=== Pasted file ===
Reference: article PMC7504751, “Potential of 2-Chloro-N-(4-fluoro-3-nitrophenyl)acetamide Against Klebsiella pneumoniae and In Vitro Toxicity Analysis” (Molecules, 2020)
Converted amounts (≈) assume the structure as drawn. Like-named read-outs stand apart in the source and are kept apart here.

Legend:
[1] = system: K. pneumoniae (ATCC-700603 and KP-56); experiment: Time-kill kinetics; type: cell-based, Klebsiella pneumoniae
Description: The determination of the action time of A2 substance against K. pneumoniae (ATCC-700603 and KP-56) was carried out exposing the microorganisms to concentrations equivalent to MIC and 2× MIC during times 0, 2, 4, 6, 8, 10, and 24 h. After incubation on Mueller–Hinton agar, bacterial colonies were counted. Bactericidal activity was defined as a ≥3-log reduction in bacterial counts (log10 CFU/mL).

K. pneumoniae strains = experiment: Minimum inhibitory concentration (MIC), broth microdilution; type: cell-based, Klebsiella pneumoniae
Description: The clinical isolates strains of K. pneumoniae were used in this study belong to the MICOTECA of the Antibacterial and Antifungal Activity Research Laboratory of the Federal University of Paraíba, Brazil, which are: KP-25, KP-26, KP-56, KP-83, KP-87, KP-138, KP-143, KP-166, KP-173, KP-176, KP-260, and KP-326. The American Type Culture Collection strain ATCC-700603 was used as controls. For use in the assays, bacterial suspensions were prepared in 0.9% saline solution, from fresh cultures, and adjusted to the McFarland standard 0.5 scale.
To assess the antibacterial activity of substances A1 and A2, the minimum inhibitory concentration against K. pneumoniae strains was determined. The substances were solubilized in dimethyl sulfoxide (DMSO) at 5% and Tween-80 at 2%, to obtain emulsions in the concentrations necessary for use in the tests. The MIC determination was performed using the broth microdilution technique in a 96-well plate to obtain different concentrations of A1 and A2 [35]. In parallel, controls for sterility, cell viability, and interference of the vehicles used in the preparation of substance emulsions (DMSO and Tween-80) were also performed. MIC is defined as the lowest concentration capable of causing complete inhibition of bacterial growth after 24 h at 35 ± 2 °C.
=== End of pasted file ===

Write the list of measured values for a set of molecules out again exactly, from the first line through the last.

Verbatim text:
Reference: article PMC7504751, “Potential of 2-Chloro-N-(4-fluoro-3-nitrophenyl)acetamide Against Klebsiella pneumoniae and In Vitro Toxicity Analysis” (Molecules, 2020)
Converted amounts (≈) assume the structure as drawn. Like-named read-outs stand apart in the source and are kept apart here.

Legend:
[1] = system: K. pneumoniae (ATCC-700603 and KP-56); experiment: Time-kill kinetics; type: cell-based, Klebsiella pneumoniae
Description: The determination of the action time of A2 substance against K. pneumoniae (ATCC-700603 and KP-56) was carried out exposing the microorganisms to concentrations equivalent to MIC and 2× MIC during times 0, 2, 4, 6, 8, 10, and 24 h. After incubation on Mueller–Hinton agar, bacterial colonies were counted. Bactericidal activity was defined as a ≥3-log reduction in bacterial counts (log10 CFU/mL).

K. pneumoniae strains = experiment: Minimum inhibitory concentration (MIC), broth microdilution; type: cell-based, Klebsiella pneumoniae
Description: The clinical isolates strains of K. pneumoniae were used in this study belong to the MICOTECA of the Antibacterial and Antifungal Activity Research Laboratory of the Federal University of Paraíba, Brazil, which are: KP-25, KP-26, KP-56, KP-83, KP-87, KP-138, KP-143, KP-166, KP-173, KP-176, KP-260, and KP-326. The American Type Culture Collection strain ATCC-700603 was used as controls. For use in the assays, bacterial suspensions were prepared in 0.9% saline solution, from fresh cultures, and adjusted to the McFarland standard 0.5 scale.
To assess the antibacterial activity of substances A1 and A2, the minimum inhibitory concentration against K. pneumoniae strains was determined. The substances were solubilized in dimethyl sulfoxide (DMSO) at 5% and Tween-80 at 2%, to obtain emulsions in the concentrations necessary for use in the tests. The MIC determination was performed using the broth microdilution technique in a 96-well plate to obtain different concentrations of A1 and A2 [35]. In parallel, controls for sterility, cell viability, and interference of the vehicles used in the preparation of substance emulsions (DMSO and Tween-80) were also performed. MIC is defined as the lowest concentration capable of causing complete inhibition of bacterial growth after 24 h at 35 ± 2 °C.